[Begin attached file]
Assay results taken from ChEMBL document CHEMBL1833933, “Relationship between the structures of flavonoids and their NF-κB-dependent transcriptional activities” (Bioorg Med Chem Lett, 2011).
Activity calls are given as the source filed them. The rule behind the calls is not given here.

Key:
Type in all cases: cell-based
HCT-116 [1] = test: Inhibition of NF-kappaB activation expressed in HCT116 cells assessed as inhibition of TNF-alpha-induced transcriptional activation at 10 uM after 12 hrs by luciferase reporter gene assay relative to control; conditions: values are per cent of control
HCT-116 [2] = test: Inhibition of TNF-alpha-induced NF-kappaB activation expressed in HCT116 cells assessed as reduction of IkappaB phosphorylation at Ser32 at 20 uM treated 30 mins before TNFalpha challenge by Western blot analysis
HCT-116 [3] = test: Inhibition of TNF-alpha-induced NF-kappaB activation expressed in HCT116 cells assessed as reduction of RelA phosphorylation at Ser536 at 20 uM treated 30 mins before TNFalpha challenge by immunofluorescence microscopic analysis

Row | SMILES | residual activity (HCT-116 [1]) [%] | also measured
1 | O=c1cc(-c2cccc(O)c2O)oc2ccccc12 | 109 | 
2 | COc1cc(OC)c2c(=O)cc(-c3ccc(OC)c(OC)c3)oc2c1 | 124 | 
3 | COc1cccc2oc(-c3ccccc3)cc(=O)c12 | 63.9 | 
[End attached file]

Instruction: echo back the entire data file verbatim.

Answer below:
Assay results taken from ChEMBL document CHEMBL1833933, “Relationship between the structures of flavonoids and their NF-κB-dependent transcriptional activities” (Bioorg Med Chem Lett, 2011).
Activity calls are given as the source filed them. The rule behind the calls is not given here.

Key:
Type in all cases: cell-based
HCT-116 [1] = test: Inhibition of NF-kappaB activation expressed in HCT116 cells assessed as inhibition of TNF-alpha-induced transcriptional activation at 10 uM after 12 hrs by luciferase reporter gene assay relative to control; conditions: values are per cent of control
HCT-116 [2] = test: Inhibition of TNF-alpha-induced NF-kappaB activation expressed in HCT116 cells assessed as reduction of IkappaB phosphorylation at Ser32 at 20 uM treated 30 mins before TNFalpha challenge by Western blot analysis
HCT-116 [3] = test: Inhibition of TNF-alpha-induced NF-kappaB activation expressed in HCT116 cells assessed as reduction of RelA phosphorylation at Ser536 at 20 uM treated 30 mins before TNFalpha challenge by immunofluorescence microscopic analysis

Row | SMILES | residual activity (HCT-116 [1]) [%] | also measured
1 | O=c1cc(-c2cccc(O)c2O)oc2ccccc12 | 109 | 
2 | COc1cc(OC)c2c(=O)cc(-c3ccc(OC)c(OC)c3)oc2c1 | 124 | 
3 | COc1cccc2oc(-c3ccccc3)cc(=O)c12 | 63.9 | 